Every once and awhile, lost in the motion of any given week, while tending my conveyer belt filled with all of the squeaky wheels I have to keep greased – I wonder how it is I got here. It’s not that here is such a bad place, it’s just that I thought I’d be somewhere else by now . . . perhaps, someone else by now. No doubt, I am not alone in feeling as if most of my life has been spent on a treadmill – so much going on, while not really going anywhere. Sure, I could choose to step off the treadmill – but what then?
The idea of choice always has a certain allure – as if anything and everything were possible. But if you’ve lived long enough, you likely know what it means to see plan A work its way down through the alphabet . . . until you find yourself, with the noise of squeaky wheels ringing in your ears, trying to remember which plan letter you’re currently on. Until invariably that reoccurring “what if” daydream about plan A begins to whisper its familiar siren song, only to quickly become the mocking voice of disappointment over what might have been.
All of this particularly comes to mind as I think about two weary and emotionally depleted travelers, who were on the road to Emmaus (Luke 24: 13-32). They were on their way back from Jerusalem, where they had just experienced a very dramatic pendulum swing — having met a man who had given them a life changing glimpse of hope, one they would have never imagined possible . . . only to have the religious class haul him in before the roman authorities, eventually ending in a scandalous execution. So with heavy hearts, this familiar road seemed especially long and unforgiving . . . and that’s when, unbeknownst to them, Jesus joined them along their way.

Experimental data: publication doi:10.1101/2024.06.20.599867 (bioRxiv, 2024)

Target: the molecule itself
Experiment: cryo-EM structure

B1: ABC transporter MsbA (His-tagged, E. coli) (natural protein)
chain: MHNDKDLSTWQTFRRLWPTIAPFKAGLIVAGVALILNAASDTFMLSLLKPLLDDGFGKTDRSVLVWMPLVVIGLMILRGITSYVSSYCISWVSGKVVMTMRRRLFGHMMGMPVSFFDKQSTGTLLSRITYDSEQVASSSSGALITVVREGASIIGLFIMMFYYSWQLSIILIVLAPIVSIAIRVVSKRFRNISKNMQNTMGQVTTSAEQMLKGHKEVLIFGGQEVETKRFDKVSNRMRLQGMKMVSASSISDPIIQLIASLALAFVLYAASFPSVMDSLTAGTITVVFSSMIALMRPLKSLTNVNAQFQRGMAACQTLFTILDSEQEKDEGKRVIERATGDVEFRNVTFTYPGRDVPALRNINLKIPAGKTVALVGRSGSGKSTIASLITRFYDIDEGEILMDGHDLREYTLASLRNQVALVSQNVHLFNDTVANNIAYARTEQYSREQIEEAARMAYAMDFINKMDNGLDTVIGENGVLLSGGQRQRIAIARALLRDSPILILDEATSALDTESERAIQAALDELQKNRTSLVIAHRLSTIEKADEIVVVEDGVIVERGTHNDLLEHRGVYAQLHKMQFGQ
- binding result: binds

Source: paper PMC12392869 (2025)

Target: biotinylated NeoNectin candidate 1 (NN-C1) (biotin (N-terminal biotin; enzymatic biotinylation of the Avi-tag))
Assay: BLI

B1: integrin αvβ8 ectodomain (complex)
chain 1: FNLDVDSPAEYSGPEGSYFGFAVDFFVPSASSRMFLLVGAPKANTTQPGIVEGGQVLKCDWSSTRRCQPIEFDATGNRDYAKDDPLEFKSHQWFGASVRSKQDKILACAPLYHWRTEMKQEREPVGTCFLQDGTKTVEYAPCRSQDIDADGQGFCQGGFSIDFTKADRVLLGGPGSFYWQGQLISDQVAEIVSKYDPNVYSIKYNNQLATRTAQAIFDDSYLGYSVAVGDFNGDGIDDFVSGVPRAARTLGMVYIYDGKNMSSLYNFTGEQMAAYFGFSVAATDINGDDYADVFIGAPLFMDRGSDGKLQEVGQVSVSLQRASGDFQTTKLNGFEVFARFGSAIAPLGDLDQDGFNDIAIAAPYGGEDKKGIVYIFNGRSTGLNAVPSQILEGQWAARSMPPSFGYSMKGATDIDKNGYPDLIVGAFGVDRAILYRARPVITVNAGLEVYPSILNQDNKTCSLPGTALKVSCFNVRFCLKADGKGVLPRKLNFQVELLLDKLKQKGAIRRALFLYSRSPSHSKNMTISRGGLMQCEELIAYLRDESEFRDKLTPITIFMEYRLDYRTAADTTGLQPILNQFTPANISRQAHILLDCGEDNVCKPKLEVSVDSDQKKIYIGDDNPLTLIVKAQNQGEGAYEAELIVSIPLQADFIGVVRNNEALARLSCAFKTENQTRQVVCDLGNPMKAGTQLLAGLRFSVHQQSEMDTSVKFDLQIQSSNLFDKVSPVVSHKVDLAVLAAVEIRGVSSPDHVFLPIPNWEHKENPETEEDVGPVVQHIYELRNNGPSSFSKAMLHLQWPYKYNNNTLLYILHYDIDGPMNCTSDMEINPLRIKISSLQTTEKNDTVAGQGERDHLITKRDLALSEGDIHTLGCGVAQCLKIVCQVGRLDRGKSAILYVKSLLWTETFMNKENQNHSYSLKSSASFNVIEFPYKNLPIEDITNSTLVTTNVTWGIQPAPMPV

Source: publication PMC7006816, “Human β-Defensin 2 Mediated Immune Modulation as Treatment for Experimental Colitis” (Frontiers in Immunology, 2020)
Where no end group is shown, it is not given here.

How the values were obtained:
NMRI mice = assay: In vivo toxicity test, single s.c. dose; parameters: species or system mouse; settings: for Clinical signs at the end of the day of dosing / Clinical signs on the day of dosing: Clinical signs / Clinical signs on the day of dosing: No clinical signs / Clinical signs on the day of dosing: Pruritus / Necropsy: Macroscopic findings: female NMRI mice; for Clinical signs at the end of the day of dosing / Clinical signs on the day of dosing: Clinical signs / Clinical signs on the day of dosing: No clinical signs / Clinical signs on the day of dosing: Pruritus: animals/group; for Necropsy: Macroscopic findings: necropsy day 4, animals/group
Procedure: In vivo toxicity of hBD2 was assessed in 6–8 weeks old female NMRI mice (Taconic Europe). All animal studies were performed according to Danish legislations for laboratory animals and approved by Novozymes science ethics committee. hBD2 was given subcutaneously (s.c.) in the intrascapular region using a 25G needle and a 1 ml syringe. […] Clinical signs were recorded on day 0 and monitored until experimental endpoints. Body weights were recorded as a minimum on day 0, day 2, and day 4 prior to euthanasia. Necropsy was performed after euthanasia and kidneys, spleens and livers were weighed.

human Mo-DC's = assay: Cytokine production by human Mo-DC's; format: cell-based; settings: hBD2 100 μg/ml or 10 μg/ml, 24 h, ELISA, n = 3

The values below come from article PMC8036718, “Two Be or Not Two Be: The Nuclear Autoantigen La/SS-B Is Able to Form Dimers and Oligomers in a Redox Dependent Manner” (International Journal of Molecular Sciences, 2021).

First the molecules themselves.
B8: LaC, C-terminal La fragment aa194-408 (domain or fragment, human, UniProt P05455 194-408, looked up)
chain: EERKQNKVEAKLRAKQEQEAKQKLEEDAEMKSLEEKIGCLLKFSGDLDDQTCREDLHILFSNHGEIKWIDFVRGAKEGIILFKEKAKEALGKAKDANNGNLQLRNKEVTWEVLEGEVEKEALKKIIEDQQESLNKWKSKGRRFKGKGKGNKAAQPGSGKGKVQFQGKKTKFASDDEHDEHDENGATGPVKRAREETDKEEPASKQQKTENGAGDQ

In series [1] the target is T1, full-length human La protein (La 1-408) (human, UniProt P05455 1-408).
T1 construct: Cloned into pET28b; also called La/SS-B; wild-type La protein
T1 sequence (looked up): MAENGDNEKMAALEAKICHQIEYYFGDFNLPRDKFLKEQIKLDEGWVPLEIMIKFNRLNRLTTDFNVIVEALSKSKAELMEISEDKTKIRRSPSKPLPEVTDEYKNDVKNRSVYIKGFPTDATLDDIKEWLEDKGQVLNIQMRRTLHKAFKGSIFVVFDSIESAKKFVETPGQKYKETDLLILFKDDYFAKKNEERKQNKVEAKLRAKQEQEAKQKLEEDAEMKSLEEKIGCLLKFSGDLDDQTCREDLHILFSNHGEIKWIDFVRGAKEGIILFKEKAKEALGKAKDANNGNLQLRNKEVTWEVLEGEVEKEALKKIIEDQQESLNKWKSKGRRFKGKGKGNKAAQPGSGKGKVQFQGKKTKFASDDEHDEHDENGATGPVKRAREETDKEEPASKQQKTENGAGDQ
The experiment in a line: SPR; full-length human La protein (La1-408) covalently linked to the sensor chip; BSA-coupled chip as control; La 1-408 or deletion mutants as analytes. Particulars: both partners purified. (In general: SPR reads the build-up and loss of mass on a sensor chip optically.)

They began to explain to him how everything was on the verge of forever changing . . . and then it all fell apart. Sure there were those still holding out hope – but let’s face it, plan A had just crashed and burned beyond all recognition. At this point Jesus interrupts, telling them that God’s plan involves far more than their narrow expectations were allowing for – suffering isn’t derailment, but an important part of the path that must be traveled. These were likely puzzling and unsettling words for the ears of these weary travelers, as they entered into Emmaus. I mean, what could this stranger possibly know about God’s plan? It was at that point when Jesus broke bread and all was made clear.
On this side of the Resurrection, after having internalized its theological significance, and celebrating it as the centerpiece of our faith — sometimes we think about the road we’re on, and wonder if it’s really going anywhere. We begin to wonder if God is off somewhere else on an extended business trip, leaving us here on our own to figure all this stuff out . . . and that’s when Jesus joins us on that road, reminding us that the plan hasn’t changed. So that we might also say “. . . were not our hearts burning within us while he talked with us on the road . . ?” ~ Luke 24: 32
Here’s a song my brother Garrison wrote about the Emmaus Road . . .